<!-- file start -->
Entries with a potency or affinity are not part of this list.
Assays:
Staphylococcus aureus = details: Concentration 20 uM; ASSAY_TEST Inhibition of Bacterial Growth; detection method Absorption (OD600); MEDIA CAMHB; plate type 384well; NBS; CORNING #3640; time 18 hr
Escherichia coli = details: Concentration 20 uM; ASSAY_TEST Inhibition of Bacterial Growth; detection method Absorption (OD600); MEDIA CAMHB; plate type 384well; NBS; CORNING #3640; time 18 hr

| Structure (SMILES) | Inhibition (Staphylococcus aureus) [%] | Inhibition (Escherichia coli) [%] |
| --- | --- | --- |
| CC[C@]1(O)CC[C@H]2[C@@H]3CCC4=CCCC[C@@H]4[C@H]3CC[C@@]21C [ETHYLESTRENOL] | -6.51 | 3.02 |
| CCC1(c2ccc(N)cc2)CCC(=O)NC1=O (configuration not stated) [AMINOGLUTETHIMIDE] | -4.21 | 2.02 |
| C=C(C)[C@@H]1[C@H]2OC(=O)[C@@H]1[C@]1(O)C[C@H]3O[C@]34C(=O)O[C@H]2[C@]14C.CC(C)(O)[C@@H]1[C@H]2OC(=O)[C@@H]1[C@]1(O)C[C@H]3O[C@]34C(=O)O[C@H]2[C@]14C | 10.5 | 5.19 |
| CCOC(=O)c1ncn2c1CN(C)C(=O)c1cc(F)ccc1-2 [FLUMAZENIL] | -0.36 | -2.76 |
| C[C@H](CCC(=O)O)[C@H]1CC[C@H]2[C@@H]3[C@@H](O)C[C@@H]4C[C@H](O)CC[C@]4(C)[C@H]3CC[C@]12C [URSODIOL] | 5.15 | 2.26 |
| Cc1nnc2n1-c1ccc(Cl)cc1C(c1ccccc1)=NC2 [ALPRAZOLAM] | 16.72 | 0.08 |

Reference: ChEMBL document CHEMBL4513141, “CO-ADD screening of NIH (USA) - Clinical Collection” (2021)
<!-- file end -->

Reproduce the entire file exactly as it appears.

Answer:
Entries with a potency or affinity are not part of this list.
Assays:
Staphylococcus aureus = details: Concentration 20 uM; ASSAY_TEST Inhibition of Bacterial Growth; detection method Absorption (OD600); MEDIA CAMHB; plate type 384well; NBS; CORNING #3640; time 18 hr
Escherichia coli = details: Concentration 20 uM; ASSAY_TEST Inhibition of Bacterial Growth; detection method Absorption (OD600); MEDIA CAMHB; plate type 384well; NBS; CORNING #3640; time 18 hr

| Structure (SMILES) | Inhibition (Staphylococcus aureus) [%] | Inhibition (Escherichia coli) [%] |
| --- | --- | --- |
| CC[C@]1(O)CC[C@H]2[C@@H]3CCC4=CCCC[C@@H]4[C@H]3CC[C@@]21C [ETHYLESTRENOL] | -6.51 | 3.02 |
| CCC1(c2ccc(N)cc2)CCC(=O)NC1=O (configuration not stated) [AMINOGLUTETHIMIDE] | -4.21 | 2.02 |
| C=C(C)[C@@H]1[C@H]2OC(=O)[C@@H]1[C@]1(O)C[C@H]3O[C@]34C(=O)O[C@H]2[C@]14C.CC(C)(O)[C@@H]1[C@H]2OC(=O)[C@@H]1[C@]1(O)C[C@H]3O[C@]34C(=O)O[C@H]2[C@]14C | 10.5 | 5.19 |
| CCOC(=O)c1ncn2c1CN(C)C(=O)c1cc(F)ccc1-2 [FLUMAZENIL] | -0.36 | -2.76 |
| C[C@H](CCC(=O)O)[C@H]1CC[C@H]2[C@@H]3[C@@H](O)C[C@@H]4C[C@H](O)CC[C@]4(C)[C@H]3CC[C@]12C [URSODIOL] | 5.15 | 2.26 |
| Cc1nnc2n1-c1ccc(Cl)cc1C(c1ccccc1)=NC2 [ALPRAZOLAM] | 16.72 | 0.08 |

Reference: ChEMBL document CHEMBL4513141, “CO-ADD screening of NIH (USA) - Clinical Collection” (2021)